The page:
How to Build a Bench Seat

Bench Seat

Lee Wallender / The Spruce

Project Overview
  • Working Time: 3 hrs
  • Total Time: 4 hrs
  • Skill Level: Intermediate
  • Estimated Cost: $50-$100

Is your foyer, front hall, or porch in need of a bench seat? Inexpensive and very easy to build, this bench seat has the rustic flavor of reclaimed wood. At three feet wide and 16 inches tall, it is the perfect height for putting on or removing shoes. To help keep your house tidy, at the bottom is a rack for a few pairs of shoes. A perfect weekend project, this bench seat is a complement to any home.

What You'll Need

Equipment / Tools

  • Electric miter saw
  • Circular saw
  • Kreg Jig Mini (optional)
  • Speed Square
  • Pencil
  • Hearing protection
  • Eye protection


  • 1 Two-by-eight, 8 feet long
  • 3 Square dowels, 1-inch by 36-inch
  • 1 One-by-eight plank, 3/4-inch thick and 8 feet long: reclaimed wood, distressed wood, or your choice, to use as the seating board
  • 1 7/16-inch OSB board, 2-foot by 4-foot
  • Kreg zinc pocket hole screws (optional)
  • 1-inch screws
  • 2 1/2-inch nails or screws
  • 1 1/2-inch finish nails
  • 4 Anti-skid grip pads, 1 1/2-inch
  • Wood glue
  • Spray polyurethane clear coat, semi-gloss or gloss
  • Walnut stain
  • Black spray paint


  1. Cut All Boards For the Project

    • With the electric miter saw, cut the three 36-inch square dowels each at 33 inches.
    • With the electric miter saw, cut the 8-foot one-by-eight into eight pieces: four 14 1/2-inch pieces and four 8-inch pieces.
    • With the circular saw, cut the 2-foot by 4-foot OSB board into a single piece that is 11 inches by 33 inches.
    • With the circular saw, cut the one-by-eight seating board into two pieces, each 36 inches long.

    Save all waste pieces for testing the paint and stains.

    Cut Boards for Bench Seat
    Lee Wallender / The Spruce
  2. Paint the Pieces

    All pieces except the legs will be painted; those will later be stained after they are assembled.

    • For the three 33-inch square dowels, paint three long sides and the ends with black spray paint. It is not necessary to paint the fourth side since it will be on the bottom.
    • For the OSB board, paint all edges and about 1 1/2 inches into the field with black matte spray paint. While the OSB board will mostly be hidden, the purpose of painting is to help mask the edges in the rare event that they are seen.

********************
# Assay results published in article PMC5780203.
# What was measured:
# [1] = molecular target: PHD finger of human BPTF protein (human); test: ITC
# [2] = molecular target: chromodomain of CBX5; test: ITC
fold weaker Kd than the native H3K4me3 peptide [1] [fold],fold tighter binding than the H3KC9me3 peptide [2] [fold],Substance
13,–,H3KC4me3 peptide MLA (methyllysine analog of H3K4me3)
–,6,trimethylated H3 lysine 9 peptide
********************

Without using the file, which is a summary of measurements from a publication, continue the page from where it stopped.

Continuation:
• For the two one-by-eight seating boards, spray them with the clear polyurethane to create a smooth surface for sitting.
    Paint the Pieces
    Lee Wallender / The Spruce
  3. Create the Front Legs

    Each leg is a rectangle created from two 14-1/2 inch two-by-eights running vertically and two 8-inch two-by-eights running horizontally. Manually or with a pocket jig, angle-screw the front vertical piece to both the top and bottom horizontal pieces. Do this from the back so that the screws will not be visible.

    Build the Legs - First
    Lee Wallender / The Spruce
  4. Create the Back Legs

    Due to space limitations and because the back of the bench will not be seen, you can directly face-nail or screw the rear 14 1/2-inch two-by-eights into place; there is no need to create pocket holes. Keep the bench legs in square by checking them with a carpenter's square or a Speed Square.

    Build Back of Legs
    Lee Walllender / The Spruce
  5. Stain the Legs

    With the legs fully assembled, stain them on all visible sides. You do not need to stain the bottom or the top, but you should stain the back.

    Stain the Legs
    Lee Wallender / The Spruce
  6. Install the Seating Base Board

    Screw the OSB board directly onto the tops of the bench legs. The ends of the OSB board should be flush with the outer edges of the bench legs. Make sure that the screw heads are perfectly flat.

    Install Seating Base
    Lee Wallender / The Spruce
  7. Install the Seating Boards

    Lay the two seating boards upside-down, so that their finished sides are facing the floor. Make sure they are touching each other and are square. Turn the bench upside-down and on top of the seating boards. Maintain an even border around all edges. Screw the boards into place from the bottom with eight screws per board.

    Install the Seating
    Lee Wallender / The Spruce
  8. Add the Shoe Rack Rails

    Turn the bench upright. Add the three square dowel rails by adding a dot of wood glue to the bottom at each end and gently tapping them into place with the finish nails.

    Add Shoe Rack Rails
    Lee Wallender / The Spruce
  9. Add Anti-Skid Pads

    On the bottom, add the four anti-skid pads. Screw them into place with the included screws.

    Add Feet to Bench Seat
    Lee Wallender / The Spruce

Tips for Building a Bench Seat

  • To make the project even easier, opt to drive the screws or nails on the face of the front board of the legs. The screws will be visible.
  • You may need to gently sand off the corners of the seating board material if the corners are sharp.
  • One design option is to space the two seating boards about 1/8-inch. If you do so, spray a strip of black paint on the top of the board, since the light-colored board will be visible in the seam otherwise.